And then my mind wandered to the future - being a budding futurist and all - and what fashion would be, should be. I think we're all beginning to doubt the futuristic metallic jumpsuits that we were supposed to be sporting by now. As Jean-Luc Picard and the boys on TNG found out, those things ain't that comfortable. And the female crew found them damn inconvenient when taking a quick pee break.

I think that fashion has evolved to a point where we've learned enough lessons from the fashion oopsies of past decades, and are now able to pick and choose the best from the past and leave the rest on the rubbish heap of fashion history, if you will. So if you like longer skirts and they look good on you, wear them. If you're a fan a turtlenecks and blazers, go for it. If you just can't part with those 80s stirrup pants, well, then you may be a fashion disaster waiting to happen and I wash my hands with you. I said Good Day! (Feeble attempt at That 70s Show reference.)

So I shall continue to roam the VV aisles and dispense my sage fashionista advice freely and without charge, even. I cannot let my peeps down.

Monday, January 09, 2006

Eat More Dirt!

I fear I was a trifle harsh in my last post about the horrors of bacteria, and I feel it only fair in this post to present the other side, for fear of being branded a bacteria-phobe. Although lots of bacteria (especially 80 million of them) can't be too healthy, there is something to be said that we have gone too far in our obsession with cleanliness in the 21st century, at least in the Western world.

Some bacteria are good. Witness my daily yogurt. Good bacteria, keeps me regular and all that (too much information?) I have also always been a proponent of kids eating more dirt. I don't know why and I have had absolutely no scientific basis for this assertion. It just seems like the right thing to do on an intuitive level. I think we now keep our kids too clean, and they actually need to build up their defences to all kinds of nasty things during childhood.

Now it seems that intuition, yet again, mirrors scientific proof. I have found my proof. Seems that an innocuous little bacterium (nice one, hey Sarah?) called M Vaccae may provide all kinds of health benefits. It's often found in mud (hence the eat more dirt mantra being correct) and has been shown in studies to help fight off leprosy and even asthma.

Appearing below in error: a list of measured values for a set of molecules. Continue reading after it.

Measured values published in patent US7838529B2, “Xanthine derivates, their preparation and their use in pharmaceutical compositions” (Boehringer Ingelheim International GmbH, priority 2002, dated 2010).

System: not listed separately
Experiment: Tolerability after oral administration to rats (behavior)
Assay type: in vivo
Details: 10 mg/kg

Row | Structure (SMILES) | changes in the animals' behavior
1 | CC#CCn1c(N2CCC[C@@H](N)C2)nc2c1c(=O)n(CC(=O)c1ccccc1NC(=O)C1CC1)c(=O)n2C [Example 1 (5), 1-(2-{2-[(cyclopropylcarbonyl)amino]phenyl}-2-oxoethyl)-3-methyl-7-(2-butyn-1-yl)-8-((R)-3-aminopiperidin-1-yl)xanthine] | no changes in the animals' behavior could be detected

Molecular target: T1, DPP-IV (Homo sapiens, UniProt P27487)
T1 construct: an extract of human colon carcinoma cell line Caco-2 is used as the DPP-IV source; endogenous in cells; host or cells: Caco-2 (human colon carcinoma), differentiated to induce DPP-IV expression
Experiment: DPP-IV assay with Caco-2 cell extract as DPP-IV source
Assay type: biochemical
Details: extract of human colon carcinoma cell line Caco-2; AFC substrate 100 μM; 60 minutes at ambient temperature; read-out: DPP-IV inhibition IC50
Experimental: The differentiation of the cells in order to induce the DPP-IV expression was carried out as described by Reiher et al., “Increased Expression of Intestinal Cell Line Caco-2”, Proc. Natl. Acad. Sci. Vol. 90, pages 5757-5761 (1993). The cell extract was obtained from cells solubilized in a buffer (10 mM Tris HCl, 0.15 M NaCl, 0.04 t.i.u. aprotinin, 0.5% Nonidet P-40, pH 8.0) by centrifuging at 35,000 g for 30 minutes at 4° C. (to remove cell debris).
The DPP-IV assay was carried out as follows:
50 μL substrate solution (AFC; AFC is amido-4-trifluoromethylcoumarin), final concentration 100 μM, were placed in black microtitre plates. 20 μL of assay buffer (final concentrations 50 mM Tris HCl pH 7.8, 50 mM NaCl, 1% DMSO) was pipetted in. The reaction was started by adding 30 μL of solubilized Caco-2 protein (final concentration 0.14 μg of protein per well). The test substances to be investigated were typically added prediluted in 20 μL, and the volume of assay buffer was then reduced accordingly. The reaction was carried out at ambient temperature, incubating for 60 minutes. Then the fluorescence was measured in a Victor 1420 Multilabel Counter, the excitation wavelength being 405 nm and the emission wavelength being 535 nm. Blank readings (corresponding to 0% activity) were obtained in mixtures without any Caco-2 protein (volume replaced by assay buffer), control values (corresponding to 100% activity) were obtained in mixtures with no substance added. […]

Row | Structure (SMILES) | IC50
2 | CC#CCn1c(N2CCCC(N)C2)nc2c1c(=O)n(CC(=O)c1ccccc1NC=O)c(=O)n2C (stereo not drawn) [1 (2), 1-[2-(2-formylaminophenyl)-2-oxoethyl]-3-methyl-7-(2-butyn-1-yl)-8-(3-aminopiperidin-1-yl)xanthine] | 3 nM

In our uber-clean culture, we have become separated from the earth and alienated from our environment. In so doing, we've found that allergies have skyrocketed - I never thought I would live to see the day that peanut butter was banned in schools. Seems we're born with the hardware to fight off certain nasties (insert proper scientific term here) but we also need some software to run the damn machine. Our immune system needs to be educated as to the multitudinous bacteria that are out there, and then needs to make friends with the nice ones, and wage war on the bad ones. In other words, if we don't enlist in the course, we can't take the tests.

So listen up my friends with kids - or friends having kids in the near future - kids need to eat more dirt! I cannot say it more plainly than that. Oh, but when the little beggars are nice and dirty, please don't be offended if I am nowhere to be found. Been there, done that, passed all the appropriate tests.

Friday, January 06, 2006

I am a Television Slut

OK, it's official. I will watch absolutely anything on that damn box, no matter what the quality. Some of you know that I do have a bit of an obsession with pop culture and so have watched the odd reality TV show here and there. I see two distinct types: 1) Shows the elevate the human spirit (Three Wishes, Town Haul and Extreme Makeover: Home Edition) and 2) Shows that feature the dark side of humanity (Survivor, Fear Factor, the Surreal Life, etc.)

I saw one the other day though that beggars belief and categorization. Of course, it came from across the Pond. The Brits are getting good at shock value, and this show was the best yet. It was called "Too Posh to Wash" and the basic premise was to find an individual with horrible personal hygiene habits (and I mean horrible), expose them and their horrible habits to millions of other TV sluts, and then turn them around, give them a shower, and try to heal them of their sorry ways. They do this - not a word of a lie - by taking swabs of their underarms and other nasty bits and their clothing to a scientific lab for bacterial analysis. These people don't change their underwear, they smell, and they certainly don't brush their teeth or wash their hair regularly. And the show gets their "guests" from the upper crust of British society (hence, the posh). I suppose there was a reason for calling them the upper crust - seems they build it up over years of not washing. Shades of life at the French court at Versailles coming back to me.

Regardless, the one fact that stuck with me was that a normal bra will have about 800 to 1,000 bacteria on it after a day's use. That freaked me out enough. To the washing machine! They then tested this poor woman's bra - which she hadn't washed for a full year - and it had over 80 million bacteria on it. The scientist-guy said he torched it after testing it.

I thought that admitting to the world that your house was a foul mess was bad enough (that's How Clean is your House? hosted by the same two women) but this show... well, I was speechless. But apparently not wordless. Fear not, fellow bloggers. You need not watch these vile shows yourself. Apparently, I will watch anything, and I will report back on it. Same Bat-time, same Bat-channel. Stay tuned - you know I will.

Sunday, January 01, 2006

Bast’s Top 10 Reasons to Hate Year-end Top 10 Lists

10. They always include at least one thing I’ve never heard of in them – and that makes me feel out of touch.

9. Star Trek is never mentioned.

8. Neither is Babylon 5.

7. Too much weather. Enough about the earthquakes, floods, hurricanes, etc. Not covered by insurance anyway.

6. Too Western-centric, except for the disasters. When’s the last time the AIDS epidemic in Africa made the list?

5. Too many celebrity death rolls - who did we lose this year – way too morbid, and really, who cares?

4. Makes me think too much about the end of the year. Stop it already. I hate New Year’s Eve.

3. Makes me think that I watch too much television, and other such navel-gazing thoughts.

2. Too many “Year in Review” spots on the telly. And not one devoted to Coronation Street. (OK, I obviously do watch too much television …)

And the Number 1 Reason to Hate Year-end Top 10 Lists ….

1. Bast never appears on any of them (er, except this one ….nuts…)